Home / World / The Japanese shipowner asked the merchant to share Suez damages.

The Japanese shipowner asked the merchant to share Suez damages.



TOKYO (AP) – The owner of a large Japanese container ship blocking the Suez Canal for nearly a week that has halted billions of dollars in maritime trade, asking owners of the freight they carry to share the costs of the ship. The damage the Egyptians demanded the authorities.

Shoei Kisen Kaisha Ltd. said on Friday it had asked freight owners to share damages in a deal called the general average announcement. Damage sharing programs are often used for underinsured marine accidents.The company said it had informed some 1

8,000 container owners on board the ship part of the damage demand, estimated to be around $ 916 million.

The ship’s owner said earlier this month it was negotiating with the Egyptian authorities about the need for compensation. The boats that were once provided are being held at the Great Bitter Lake, a water stretching halfway between the north and south end of the canal for inspection and will not be allowed to leave until the Shoei Kisen settlement. Said.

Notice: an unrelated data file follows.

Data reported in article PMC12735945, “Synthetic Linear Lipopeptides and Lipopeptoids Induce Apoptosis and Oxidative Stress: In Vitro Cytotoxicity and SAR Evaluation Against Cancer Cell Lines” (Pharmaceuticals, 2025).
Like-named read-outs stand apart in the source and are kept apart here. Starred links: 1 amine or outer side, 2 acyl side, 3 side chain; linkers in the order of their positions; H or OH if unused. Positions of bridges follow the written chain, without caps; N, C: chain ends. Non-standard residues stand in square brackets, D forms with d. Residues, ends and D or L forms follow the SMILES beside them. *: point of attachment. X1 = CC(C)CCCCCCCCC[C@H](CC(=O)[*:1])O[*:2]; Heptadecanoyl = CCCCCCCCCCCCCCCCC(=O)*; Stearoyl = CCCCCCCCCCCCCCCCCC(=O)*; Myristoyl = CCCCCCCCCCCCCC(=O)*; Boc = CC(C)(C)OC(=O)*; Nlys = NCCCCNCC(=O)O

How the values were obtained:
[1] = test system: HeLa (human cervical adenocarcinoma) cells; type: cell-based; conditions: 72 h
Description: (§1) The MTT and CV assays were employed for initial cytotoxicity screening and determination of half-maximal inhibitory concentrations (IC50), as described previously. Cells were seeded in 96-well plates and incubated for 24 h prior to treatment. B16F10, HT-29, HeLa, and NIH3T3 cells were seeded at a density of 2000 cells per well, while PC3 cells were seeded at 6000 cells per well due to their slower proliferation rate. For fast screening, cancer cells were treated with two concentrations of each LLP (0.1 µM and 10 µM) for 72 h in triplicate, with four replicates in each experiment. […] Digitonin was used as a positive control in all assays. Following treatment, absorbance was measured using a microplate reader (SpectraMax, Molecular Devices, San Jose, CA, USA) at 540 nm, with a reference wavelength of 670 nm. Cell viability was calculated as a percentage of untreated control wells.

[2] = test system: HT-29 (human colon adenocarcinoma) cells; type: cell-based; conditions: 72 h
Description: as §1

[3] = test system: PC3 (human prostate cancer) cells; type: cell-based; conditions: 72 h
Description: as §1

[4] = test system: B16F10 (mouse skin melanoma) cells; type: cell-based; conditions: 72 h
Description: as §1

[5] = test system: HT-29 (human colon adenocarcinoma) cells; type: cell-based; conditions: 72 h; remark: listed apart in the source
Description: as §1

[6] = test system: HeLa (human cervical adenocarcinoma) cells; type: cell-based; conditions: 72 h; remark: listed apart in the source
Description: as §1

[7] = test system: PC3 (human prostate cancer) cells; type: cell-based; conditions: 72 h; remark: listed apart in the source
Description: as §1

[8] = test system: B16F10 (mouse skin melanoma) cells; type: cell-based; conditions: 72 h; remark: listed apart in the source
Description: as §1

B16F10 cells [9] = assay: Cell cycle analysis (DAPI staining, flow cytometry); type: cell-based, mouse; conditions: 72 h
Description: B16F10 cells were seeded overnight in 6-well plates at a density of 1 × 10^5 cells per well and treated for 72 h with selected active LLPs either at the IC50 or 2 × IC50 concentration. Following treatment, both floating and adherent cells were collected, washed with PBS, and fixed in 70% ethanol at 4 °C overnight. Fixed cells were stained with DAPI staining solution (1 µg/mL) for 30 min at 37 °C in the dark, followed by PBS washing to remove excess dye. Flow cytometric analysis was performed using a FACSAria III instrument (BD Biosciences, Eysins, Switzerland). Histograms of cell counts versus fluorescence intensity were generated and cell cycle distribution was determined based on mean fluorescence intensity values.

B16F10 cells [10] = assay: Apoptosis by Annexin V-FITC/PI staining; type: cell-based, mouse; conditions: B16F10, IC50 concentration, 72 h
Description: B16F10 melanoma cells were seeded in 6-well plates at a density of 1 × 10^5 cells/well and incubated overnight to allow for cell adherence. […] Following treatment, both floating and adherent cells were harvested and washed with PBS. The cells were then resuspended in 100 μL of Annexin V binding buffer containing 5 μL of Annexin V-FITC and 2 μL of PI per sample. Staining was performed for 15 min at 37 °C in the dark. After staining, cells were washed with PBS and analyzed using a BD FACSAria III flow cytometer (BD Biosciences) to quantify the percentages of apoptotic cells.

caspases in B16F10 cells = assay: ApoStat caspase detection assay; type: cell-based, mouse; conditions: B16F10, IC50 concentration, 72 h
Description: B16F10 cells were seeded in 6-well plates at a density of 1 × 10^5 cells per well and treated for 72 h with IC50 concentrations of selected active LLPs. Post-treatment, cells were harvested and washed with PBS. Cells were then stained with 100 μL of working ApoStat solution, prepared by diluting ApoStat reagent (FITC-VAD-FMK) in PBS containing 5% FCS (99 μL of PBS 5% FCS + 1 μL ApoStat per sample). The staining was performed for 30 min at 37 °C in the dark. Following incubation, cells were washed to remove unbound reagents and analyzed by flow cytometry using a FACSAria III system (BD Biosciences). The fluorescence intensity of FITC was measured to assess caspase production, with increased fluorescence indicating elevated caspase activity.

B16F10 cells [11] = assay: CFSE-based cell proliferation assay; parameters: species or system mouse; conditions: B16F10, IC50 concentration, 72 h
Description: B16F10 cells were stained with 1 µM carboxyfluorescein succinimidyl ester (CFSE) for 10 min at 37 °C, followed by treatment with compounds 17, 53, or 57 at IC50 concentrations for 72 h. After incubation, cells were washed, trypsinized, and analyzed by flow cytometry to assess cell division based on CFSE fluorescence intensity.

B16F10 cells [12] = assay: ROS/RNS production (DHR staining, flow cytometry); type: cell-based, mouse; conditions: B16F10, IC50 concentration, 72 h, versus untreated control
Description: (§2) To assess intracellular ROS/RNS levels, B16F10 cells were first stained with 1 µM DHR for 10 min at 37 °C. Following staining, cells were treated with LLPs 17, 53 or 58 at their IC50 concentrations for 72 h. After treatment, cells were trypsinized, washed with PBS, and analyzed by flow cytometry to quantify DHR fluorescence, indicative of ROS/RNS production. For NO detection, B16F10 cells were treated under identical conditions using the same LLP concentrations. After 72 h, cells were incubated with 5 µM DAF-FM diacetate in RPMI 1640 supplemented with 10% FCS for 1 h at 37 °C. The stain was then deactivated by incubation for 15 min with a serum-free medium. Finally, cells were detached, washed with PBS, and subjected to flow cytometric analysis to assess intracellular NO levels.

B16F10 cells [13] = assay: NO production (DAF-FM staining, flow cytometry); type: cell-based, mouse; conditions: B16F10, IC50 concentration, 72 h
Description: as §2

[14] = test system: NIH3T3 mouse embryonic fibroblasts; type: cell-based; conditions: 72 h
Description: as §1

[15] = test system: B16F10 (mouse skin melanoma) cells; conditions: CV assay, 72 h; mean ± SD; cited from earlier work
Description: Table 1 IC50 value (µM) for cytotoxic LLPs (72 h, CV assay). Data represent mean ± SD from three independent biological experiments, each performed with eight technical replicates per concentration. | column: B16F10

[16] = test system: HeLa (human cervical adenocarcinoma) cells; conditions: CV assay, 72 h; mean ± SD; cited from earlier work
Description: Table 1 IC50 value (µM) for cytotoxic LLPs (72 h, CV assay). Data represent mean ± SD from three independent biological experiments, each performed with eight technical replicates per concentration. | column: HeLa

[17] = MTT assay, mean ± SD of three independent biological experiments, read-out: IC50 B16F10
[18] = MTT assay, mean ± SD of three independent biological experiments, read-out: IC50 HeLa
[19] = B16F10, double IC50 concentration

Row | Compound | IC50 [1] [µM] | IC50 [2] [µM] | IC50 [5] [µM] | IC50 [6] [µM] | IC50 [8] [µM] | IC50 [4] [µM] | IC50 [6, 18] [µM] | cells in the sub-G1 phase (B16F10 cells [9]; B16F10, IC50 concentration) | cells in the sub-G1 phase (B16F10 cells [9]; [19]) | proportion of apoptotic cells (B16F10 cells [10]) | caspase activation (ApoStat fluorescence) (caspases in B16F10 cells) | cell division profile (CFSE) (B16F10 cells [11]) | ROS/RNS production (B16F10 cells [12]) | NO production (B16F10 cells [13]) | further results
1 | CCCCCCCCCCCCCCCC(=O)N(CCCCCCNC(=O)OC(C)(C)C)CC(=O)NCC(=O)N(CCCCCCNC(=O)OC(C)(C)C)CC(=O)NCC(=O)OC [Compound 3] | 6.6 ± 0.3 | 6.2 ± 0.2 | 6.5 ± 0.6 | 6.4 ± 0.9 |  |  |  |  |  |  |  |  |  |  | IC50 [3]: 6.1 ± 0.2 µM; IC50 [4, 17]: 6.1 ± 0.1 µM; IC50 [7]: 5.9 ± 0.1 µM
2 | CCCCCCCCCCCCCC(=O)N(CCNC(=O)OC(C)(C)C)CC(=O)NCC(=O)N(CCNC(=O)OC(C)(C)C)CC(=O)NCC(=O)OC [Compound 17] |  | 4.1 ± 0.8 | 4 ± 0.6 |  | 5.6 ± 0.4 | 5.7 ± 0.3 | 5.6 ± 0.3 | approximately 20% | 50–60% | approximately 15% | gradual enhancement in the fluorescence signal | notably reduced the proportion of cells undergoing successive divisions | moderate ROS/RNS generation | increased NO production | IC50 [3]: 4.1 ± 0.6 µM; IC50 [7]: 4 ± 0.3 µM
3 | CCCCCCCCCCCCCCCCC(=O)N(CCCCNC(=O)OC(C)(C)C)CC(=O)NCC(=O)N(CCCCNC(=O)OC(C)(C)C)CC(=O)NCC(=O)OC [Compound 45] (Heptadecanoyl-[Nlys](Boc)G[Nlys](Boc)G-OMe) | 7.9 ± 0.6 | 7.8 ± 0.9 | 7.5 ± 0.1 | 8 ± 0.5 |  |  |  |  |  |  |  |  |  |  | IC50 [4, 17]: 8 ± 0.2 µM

The company declined to disclose further details about the talks, including the amount of the insurance and the amount it asked the freight owners to share.

Ever Given was traveling to the Dutch port of Rotterdam on March 23, when it slammed into the bank of a one-lane canal about 6 kilometers (3.7 miles) north of the south entrance near the Suez City

A massive salvage effort by a tug-assisted fleet freed a ship the size of a Panamanian flag skyscraper and the Japanese owned Ever Given six days later, ending the crisis and leaving hundreds of waiting ships. The canal runs

The 25 Indian crew members of the ship, all still on board, were in good health, the company said.

The ship has enough food, including fresh fruit and vegetables and drinking water, Bernhard Schulte Shipmanagement’s technical management company. It said in a statement on Thursday.

Canal clogs have forced some boats to take longer routes around Cape of Good Hope in southern Africa, requiring additional fuel and other costs. Hundreds of ships wait for the blockage to end.

The shutdown, which has raised concerns about supply shortages and rising costs for consumers, has put pressure on the shipping industry, which is under pressure from the coronavirus outbreak.


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